Free Yom Ha’atzmaut film screening—Tuesday, May 6, 7 pm
In observance of Yom Ha’atzmaut, Israel Independence Day, the Community Relations Council of the United Jewish Federation of Tidewater, in partnership with the Simon Family JCC’s Celebrate Israel series, will present the film The Prime Ministers: The Pioneers. This is the first part of a two-part documentary based on the bestselling book by Israeli Ambassador Yehuda Avner.
The Prime Ministers brings to life some of the most important events of the 20th and 21st centuries as witnessed by Avner, who was chief aide, note-taker and speechwriter to Prime Ministers Levi Eshkol, Golda Meir, Yitzhak Rabin, Menachem Begin and Shimon Peres.
Nimrod Erez is the editor and co-producer of both films. The second part is scheduled for release later this year.
Erez works closely with Academy Award winner Richard Trank, The Prime Ministers’ writer, producer and director, in shaping the movie’s narrative and pacing. Additionally, Erez is involved in coordinating research and production, and guiding the overall look of the documentary.
The Jewish News recently asked Erez to provide some insight into what it was like working on these insightful and historical films.
JN: Did you have the opportunity to meet Ambassador Avner? What are your impressions of him?
Yes, I had several chances to meet Yehuda. He was visiting Los Angeles and came to see us here…and [I]met him several more times in Israel while filming interviews, and in New York when promoting the theatrical release of the movie.
Yehuda is the quintessential observer and much to our luck, a wonderful story teller. We had many conversations on topics relating to his career and I am very respectful of his history. He was always happy to share his memories, there’s an educator side to him it seems, which I was very appreciative of.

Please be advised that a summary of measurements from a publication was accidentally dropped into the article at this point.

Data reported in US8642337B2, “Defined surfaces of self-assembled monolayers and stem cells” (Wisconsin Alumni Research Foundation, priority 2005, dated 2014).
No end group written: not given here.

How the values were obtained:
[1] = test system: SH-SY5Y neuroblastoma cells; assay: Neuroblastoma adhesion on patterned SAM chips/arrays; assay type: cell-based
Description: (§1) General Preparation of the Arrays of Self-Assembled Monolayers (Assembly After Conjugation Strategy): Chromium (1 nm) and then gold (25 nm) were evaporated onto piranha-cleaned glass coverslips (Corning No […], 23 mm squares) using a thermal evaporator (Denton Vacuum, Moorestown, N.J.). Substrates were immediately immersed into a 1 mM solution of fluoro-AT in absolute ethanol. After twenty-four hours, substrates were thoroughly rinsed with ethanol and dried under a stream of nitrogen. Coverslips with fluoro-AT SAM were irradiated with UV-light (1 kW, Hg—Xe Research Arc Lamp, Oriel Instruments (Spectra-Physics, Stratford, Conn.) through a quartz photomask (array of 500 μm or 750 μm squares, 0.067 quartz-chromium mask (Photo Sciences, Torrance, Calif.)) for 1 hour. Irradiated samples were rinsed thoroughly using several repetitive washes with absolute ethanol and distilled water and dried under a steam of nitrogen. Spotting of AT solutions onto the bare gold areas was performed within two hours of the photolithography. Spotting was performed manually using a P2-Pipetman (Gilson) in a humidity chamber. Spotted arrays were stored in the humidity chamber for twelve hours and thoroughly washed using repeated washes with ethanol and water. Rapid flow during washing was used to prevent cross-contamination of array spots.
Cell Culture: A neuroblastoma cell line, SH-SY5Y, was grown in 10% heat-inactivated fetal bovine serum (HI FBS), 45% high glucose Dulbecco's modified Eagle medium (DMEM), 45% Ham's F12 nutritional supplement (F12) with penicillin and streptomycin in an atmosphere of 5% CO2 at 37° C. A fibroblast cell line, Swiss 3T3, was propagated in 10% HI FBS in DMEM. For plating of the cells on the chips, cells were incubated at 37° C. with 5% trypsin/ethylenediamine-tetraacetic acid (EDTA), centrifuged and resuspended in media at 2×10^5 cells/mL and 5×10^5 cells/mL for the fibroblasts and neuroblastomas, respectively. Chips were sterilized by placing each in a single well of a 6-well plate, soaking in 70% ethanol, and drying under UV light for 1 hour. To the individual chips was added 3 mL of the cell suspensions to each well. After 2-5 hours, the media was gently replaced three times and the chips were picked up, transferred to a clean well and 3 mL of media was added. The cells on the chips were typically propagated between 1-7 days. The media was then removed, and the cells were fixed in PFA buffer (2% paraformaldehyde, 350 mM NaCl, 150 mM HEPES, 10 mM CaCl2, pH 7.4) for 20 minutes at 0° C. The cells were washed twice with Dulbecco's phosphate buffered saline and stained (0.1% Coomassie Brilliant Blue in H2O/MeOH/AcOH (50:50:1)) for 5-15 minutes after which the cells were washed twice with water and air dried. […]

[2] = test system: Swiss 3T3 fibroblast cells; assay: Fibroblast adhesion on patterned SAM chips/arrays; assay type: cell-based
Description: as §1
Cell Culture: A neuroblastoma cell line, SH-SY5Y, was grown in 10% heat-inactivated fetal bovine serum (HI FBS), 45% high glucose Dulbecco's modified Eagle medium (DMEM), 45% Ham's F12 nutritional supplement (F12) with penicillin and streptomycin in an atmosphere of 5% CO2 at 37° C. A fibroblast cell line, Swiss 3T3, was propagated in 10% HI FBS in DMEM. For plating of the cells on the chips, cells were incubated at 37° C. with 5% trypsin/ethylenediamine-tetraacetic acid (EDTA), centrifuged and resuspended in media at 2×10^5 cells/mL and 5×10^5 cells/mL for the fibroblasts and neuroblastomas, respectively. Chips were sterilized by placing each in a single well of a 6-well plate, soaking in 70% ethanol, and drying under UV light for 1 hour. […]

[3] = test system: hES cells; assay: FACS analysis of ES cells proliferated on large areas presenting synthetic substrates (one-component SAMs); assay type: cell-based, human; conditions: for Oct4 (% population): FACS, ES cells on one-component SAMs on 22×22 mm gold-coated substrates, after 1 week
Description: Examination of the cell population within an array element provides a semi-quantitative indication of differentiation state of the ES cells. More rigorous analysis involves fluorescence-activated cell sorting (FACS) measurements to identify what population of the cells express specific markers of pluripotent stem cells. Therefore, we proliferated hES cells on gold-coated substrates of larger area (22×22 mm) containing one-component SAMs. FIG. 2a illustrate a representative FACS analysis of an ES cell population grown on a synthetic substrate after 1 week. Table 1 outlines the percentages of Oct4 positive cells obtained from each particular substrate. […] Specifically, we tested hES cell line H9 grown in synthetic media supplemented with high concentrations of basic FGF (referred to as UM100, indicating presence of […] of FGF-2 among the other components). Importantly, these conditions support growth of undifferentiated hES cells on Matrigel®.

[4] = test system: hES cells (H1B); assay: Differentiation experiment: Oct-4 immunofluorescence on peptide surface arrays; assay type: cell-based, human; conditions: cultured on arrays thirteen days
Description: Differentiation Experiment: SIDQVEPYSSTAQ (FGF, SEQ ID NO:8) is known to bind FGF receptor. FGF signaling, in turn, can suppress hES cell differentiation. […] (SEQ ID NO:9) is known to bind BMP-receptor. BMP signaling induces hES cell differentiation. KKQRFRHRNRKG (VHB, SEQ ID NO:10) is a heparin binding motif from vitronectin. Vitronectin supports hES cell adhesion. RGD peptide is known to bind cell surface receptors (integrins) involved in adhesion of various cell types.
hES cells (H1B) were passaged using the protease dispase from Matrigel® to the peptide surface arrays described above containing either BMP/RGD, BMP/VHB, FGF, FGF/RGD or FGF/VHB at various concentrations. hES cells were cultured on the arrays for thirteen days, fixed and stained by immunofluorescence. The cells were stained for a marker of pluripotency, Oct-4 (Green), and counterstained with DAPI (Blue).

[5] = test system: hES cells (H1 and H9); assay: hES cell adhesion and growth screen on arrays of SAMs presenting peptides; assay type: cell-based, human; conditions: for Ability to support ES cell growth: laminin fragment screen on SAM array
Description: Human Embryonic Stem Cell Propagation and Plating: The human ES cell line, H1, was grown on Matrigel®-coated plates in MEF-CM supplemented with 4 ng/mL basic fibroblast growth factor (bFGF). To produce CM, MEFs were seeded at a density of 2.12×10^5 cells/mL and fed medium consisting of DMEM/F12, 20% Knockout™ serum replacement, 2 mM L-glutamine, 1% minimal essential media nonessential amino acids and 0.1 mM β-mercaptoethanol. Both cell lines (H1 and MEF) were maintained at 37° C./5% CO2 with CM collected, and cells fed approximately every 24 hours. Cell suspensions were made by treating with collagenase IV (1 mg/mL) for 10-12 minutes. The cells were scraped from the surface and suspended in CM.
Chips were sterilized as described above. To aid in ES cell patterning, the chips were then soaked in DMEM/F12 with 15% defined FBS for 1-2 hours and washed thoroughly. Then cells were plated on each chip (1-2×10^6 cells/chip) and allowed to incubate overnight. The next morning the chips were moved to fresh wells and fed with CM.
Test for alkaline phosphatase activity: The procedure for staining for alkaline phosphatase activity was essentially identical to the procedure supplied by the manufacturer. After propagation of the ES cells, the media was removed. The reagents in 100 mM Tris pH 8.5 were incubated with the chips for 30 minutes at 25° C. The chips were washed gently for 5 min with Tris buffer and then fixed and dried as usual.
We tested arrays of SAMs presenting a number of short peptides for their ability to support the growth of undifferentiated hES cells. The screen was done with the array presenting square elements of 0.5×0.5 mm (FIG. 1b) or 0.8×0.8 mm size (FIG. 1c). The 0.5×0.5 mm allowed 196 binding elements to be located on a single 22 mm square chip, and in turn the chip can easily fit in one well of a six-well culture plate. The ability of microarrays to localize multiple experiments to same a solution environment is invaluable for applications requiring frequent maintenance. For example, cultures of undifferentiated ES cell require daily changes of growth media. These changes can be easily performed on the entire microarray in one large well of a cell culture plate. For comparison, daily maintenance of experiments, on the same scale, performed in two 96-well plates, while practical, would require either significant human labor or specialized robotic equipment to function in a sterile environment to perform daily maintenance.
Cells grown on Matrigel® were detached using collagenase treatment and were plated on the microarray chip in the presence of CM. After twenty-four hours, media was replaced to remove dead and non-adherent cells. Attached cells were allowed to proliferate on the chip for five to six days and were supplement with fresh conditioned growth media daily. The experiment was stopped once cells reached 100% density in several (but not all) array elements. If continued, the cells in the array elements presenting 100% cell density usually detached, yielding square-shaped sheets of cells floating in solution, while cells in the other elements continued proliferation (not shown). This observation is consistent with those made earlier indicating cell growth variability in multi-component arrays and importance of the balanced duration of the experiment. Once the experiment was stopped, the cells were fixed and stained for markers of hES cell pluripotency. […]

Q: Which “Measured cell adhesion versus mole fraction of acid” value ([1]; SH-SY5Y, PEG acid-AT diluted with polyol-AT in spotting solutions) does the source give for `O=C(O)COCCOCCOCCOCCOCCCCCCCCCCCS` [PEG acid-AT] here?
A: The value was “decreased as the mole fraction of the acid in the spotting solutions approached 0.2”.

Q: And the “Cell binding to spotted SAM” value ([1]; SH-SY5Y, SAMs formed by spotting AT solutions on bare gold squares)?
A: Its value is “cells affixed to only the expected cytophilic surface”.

JN: The film features the voices of Sandra Bullock as Golda Meir, Michael Douglas as Yitzhak Rabin, Leonard Nimoy as Levi Eshkol and Christoph Waltz as Menachem Begin. How do these wellknown Hollywood actors help tell the Ambassador’s story?
Having the four wonderful actors lend their talents to the film is very helpful in the telling of the story. First and foremost they give a personality, or a rendition of a personality, to the cast of characters and with that bring them to life. The first movie relays the story of Levi Eshkol and Golda Meir, who both presided before Israeli TV existed and when international news coverage was scant, so there’s few recordings that showcase them speaking—there’s only one recording of Eshkol in the film for example, so to boost their presence and the perception of a character we needed actors—and at Moriah we are extremely lucky and honored that we can attract top Hollywood talents to help with that.
Beyond fleshing out the characters, there’s also the need to break up Yehuda’s interview with other voices and characters, lest we sink into monotony. Because part two deals with stories occurring in the 1970s and 1980s, there’re many more recordings of the characters available and there’s a lesser reliance on actors, although you’ll feel their presence when you watch the film. They give that added sense of drama which helps the movie.
JN: Can you describe some of the footage we’ll see in the documentary? Will we be familiar with all of the images, or are some of them rarely seen?
For the viewers who are avid Israeli history buffs some of the footage will be familiar, but even for them we have some material, both photos and film, that will be new. Even though there’s general interest in Israeli history, there are very few offerings, and therefore few opportunities for the ones who are interested to get their “fix,” so in light of that most viewers will find the archival footage and photos in this film new.
We have footage of Eshkol speaking at the Knesset in the days leading to the 6-Day War which I think most people have never seen, there is also some color footage of the Yom Kippur war filmed by an Israeli soldier in the Sinai front that was just recently discovered and is featured in our film.
JN: What do you think audiences will “take away” from this film? Is it the history they’ll learn? The emotions they’ll witness? The incredible struggles and resilience of the Israelis and their leaders?
I can only say what I hope audiences will take away with them from this film, and my hope is that they gain a new or deeper understanding of the forces and events that shaped history and that they develop an emotional relationship and connection to those events.
My hope is that viewers who are not necessarily big Israel lovers will come to respect this narrative and that it will positively influence their perspective and facilitate an atmosphere of mutual understanding that will make peace between Israel and the Arabs achievable.
by Laine Mednick Rutherford